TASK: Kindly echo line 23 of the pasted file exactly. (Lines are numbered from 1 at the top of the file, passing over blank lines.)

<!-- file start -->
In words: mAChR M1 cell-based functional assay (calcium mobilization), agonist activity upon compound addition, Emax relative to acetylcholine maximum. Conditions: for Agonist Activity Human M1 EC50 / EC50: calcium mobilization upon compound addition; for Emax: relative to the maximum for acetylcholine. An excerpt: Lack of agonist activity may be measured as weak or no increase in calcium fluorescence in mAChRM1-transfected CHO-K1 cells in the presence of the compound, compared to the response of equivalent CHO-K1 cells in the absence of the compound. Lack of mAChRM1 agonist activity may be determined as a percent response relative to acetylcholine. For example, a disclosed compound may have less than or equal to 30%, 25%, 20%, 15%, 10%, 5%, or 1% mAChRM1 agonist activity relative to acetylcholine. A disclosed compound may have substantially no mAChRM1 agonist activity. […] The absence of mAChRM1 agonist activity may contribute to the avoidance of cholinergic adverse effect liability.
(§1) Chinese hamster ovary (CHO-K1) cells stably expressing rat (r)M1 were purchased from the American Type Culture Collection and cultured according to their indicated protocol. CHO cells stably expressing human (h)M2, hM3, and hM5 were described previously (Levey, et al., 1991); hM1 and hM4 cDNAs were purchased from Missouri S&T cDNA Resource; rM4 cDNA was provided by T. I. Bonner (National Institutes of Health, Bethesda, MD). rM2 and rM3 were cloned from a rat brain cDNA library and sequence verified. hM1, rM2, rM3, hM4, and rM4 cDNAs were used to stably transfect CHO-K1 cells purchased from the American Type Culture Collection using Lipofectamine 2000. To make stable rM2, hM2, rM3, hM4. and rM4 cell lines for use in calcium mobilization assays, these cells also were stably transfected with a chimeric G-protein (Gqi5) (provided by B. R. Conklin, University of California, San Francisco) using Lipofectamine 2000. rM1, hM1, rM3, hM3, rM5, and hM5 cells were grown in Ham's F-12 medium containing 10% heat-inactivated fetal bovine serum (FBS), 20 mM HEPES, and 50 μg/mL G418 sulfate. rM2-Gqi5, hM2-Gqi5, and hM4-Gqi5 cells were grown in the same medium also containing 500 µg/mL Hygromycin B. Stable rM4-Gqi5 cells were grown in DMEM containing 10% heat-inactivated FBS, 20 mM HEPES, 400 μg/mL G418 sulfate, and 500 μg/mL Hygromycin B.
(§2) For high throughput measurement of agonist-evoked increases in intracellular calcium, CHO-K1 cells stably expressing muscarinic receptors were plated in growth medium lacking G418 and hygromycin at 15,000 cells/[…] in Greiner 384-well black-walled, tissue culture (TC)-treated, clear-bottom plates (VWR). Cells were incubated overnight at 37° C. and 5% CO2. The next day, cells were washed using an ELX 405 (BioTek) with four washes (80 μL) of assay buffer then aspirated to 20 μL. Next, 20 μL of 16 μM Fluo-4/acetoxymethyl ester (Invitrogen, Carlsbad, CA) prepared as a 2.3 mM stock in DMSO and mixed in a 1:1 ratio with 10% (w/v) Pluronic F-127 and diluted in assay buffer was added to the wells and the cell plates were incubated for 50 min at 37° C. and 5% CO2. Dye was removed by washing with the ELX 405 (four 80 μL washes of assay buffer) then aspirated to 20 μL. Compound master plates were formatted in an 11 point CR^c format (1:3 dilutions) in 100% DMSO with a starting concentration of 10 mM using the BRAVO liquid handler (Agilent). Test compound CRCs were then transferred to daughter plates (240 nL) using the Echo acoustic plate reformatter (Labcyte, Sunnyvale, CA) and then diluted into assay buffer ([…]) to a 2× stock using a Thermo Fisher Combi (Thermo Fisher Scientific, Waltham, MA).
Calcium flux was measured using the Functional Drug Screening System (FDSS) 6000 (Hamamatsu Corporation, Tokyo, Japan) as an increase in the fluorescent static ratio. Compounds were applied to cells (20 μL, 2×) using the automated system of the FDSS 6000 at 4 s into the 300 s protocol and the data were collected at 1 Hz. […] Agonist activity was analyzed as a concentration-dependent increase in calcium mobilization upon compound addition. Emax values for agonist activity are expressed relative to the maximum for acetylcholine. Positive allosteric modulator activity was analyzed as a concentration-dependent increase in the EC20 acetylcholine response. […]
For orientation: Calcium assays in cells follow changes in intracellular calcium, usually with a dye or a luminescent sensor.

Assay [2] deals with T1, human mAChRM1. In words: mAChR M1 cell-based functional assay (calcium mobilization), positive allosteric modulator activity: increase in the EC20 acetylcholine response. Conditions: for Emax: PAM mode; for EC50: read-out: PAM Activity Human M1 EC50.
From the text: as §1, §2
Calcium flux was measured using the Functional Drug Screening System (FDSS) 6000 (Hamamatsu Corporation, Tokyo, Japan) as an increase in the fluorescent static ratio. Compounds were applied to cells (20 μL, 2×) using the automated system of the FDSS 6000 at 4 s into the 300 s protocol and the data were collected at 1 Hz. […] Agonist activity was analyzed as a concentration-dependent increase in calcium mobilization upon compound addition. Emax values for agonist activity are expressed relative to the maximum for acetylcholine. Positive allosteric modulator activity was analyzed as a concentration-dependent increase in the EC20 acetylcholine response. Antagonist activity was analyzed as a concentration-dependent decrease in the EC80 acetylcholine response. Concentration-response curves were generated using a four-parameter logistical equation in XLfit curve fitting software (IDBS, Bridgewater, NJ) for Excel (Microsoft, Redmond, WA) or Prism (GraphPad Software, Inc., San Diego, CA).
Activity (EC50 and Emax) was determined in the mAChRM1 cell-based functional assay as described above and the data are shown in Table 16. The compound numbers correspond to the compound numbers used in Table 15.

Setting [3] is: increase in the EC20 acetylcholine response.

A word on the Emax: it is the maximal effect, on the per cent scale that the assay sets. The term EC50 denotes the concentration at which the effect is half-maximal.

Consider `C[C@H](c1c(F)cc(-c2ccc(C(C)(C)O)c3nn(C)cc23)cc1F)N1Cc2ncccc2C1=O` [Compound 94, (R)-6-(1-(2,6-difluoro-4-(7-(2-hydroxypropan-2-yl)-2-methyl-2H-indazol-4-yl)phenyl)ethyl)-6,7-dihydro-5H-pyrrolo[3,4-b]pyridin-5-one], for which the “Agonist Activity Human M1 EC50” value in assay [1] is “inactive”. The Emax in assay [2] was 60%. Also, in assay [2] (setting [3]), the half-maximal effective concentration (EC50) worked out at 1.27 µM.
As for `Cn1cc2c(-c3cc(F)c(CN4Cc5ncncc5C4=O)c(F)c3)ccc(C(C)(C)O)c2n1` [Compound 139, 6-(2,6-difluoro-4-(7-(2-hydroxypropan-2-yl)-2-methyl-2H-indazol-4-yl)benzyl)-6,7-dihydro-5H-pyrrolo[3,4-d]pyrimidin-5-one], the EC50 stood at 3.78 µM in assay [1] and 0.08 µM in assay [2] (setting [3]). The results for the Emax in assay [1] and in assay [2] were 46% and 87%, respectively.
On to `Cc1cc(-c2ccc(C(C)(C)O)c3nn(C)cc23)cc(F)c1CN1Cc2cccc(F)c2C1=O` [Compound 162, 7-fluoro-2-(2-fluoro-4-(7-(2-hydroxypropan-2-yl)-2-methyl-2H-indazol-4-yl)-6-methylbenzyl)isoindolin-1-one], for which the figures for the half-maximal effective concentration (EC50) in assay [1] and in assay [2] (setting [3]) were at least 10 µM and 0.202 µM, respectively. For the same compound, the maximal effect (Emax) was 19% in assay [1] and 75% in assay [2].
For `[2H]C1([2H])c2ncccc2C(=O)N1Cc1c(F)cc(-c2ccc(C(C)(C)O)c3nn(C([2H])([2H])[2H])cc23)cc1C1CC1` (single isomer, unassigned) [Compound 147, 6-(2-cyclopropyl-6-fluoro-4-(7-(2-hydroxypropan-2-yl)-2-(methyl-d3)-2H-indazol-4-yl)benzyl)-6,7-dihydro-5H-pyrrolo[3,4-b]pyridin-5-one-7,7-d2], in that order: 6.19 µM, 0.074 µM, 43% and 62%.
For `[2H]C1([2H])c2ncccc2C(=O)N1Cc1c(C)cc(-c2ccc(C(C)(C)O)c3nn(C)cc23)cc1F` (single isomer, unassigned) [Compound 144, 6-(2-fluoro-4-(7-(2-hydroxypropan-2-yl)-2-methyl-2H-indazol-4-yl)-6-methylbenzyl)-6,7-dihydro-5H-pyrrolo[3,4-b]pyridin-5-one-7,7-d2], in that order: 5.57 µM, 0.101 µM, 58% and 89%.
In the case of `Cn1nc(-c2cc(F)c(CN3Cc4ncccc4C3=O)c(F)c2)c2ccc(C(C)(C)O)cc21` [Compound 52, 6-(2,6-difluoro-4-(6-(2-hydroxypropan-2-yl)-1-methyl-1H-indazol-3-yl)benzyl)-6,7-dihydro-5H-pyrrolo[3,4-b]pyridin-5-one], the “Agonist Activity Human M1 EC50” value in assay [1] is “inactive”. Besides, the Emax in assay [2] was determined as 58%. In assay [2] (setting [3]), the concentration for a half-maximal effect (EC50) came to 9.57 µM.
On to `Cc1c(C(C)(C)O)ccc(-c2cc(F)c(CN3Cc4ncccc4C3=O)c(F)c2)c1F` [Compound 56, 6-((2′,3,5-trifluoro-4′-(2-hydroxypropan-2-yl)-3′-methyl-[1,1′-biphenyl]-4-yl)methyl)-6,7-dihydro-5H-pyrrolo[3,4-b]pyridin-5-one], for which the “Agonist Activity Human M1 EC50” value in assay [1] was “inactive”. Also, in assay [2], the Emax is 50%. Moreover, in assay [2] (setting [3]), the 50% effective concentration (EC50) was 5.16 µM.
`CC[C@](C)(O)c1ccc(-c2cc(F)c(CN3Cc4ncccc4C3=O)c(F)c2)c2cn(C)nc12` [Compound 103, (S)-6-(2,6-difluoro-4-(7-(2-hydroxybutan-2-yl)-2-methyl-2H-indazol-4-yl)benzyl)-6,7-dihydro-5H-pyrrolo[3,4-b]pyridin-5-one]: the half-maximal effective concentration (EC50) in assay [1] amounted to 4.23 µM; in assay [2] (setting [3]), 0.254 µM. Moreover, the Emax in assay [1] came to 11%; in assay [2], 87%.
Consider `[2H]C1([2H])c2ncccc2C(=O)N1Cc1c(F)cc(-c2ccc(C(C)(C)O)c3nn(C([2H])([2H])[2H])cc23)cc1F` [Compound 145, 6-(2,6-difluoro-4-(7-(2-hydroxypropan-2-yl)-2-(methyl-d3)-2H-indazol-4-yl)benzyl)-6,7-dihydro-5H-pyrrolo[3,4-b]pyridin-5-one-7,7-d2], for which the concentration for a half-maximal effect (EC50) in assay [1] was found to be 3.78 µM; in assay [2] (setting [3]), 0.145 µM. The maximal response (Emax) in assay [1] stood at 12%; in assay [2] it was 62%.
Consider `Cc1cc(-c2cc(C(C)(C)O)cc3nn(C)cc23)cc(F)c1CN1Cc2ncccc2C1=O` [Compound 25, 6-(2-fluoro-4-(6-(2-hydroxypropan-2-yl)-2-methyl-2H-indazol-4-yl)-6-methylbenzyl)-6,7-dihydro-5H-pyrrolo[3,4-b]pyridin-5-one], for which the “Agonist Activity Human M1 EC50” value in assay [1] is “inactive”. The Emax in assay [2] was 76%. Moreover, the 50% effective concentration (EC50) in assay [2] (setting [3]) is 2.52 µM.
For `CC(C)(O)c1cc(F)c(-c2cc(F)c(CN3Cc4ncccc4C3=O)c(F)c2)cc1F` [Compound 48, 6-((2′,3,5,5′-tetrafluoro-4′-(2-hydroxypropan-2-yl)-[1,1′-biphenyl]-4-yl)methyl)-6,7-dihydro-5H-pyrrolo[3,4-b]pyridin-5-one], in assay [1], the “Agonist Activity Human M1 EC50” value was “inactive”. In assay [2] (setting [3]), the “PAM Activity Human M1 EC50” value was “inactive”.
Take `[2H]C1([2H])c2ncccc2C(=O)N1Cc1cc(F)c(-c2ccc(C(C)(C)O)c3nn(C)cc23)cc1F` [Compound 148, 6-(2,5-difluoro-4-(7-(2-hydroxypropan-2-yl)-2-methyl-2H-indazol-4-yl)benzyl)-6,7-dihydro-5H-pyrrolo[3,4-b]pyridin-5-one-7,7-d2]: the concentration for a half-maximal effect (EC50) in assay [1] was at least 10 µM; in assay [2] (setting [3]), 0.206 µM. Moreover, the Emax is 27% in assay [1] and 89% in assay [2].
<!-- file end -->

Take `[2H]C1([2H])c2ncccc2C(=O)N1Cc1cc(F)c(-c2ccc(C(C)(C)O)c3nn(C)cc23)cc1F` [Compound 148, 6-(2,5-difluoro-4-(7-(2-hydroxypropan-2-yl)-2-methyl-2H-indazol-4-yl)benzyl)-6,7-dihydro-5H-pyrrolo[3,4-b]pyridin-5-one-7,7-d2]: the concentration for a half-maximal effect (EC50) in assay [1] was at least 10 µM; in assay [2] (setting [3]), 0.206 µM. Moreover, the Emax is 27% in assay [1] and 89% in assay [2].